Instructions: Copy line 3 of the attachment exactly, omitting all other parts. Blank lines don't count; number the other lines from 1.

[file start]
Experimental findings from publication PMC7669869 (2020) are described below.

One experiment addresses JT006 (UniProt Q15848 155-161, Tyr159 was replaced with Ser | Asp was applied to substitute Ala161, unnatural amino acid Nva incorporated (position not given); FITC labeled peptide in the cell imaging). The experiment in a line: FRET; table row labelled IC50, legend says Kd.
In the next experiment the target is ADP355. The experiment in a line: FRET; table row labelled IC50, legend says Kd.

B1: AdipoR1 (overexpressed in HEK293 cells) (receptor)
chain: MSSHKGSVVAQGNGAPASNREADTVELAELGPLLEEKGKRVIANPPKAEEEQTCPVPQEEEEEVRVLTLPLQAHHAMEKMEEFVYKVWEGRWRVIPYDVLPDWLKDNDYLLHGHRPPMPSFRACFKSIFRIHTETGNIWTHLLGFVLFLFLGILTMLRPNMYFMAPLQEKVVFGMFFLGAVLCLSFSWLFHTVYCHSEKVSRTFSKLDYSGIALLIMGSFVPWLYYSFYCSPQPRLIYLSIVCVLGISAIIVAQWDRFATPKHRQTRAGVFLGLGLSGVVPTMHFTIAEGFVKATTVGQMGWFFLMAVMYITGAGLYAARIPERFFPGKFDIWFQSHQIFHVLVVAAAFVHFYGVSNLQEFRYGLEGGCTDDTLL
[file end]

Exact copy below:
In the next experiment the target is ADP355. The experiment in a line: FRET; table row labelled IC50, legend says Kd.